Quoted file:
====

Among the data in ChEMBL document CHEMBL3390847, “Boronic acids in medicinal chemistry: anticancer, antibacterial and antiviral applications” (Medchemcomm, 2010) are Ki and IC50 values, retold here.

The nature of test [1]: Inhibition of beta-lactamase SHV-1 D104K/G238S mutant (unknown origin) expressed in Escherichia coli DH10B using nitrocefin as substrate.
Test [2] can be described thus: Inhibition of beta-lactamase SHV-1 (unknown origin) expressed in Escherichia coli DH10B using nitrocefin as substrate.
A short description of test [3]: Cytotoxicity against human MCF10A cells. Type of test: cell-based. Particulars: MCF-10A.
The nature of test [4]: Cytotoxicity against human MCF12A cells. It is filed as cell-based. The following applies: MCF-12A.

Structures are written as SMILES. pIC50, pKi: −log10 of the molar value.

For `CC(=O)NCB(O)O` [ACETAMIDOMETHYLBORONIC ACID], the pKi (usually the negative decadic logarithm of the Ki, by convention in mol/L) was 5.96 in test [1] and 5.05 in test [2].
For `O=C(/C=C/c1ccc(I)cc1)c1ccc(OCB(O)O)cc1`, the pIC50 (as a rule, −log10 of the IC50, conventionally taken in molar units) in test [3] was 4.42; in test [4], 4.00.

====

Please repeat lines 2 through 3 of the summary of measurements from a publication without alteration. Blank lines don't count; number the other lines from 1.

The nature of test [1]: Inhibition of beta-lactamase SHV-1 D104K/G238S mutant (unknown origin) expressed in Escherichia coli DH10B using nitrocefin as substrate.
Test [2] can be described thus: Inhibition of beta-lactamase SHV-1 (unknown origin) expressed in Escherichia coli DH10B using nitrocefin as substrate.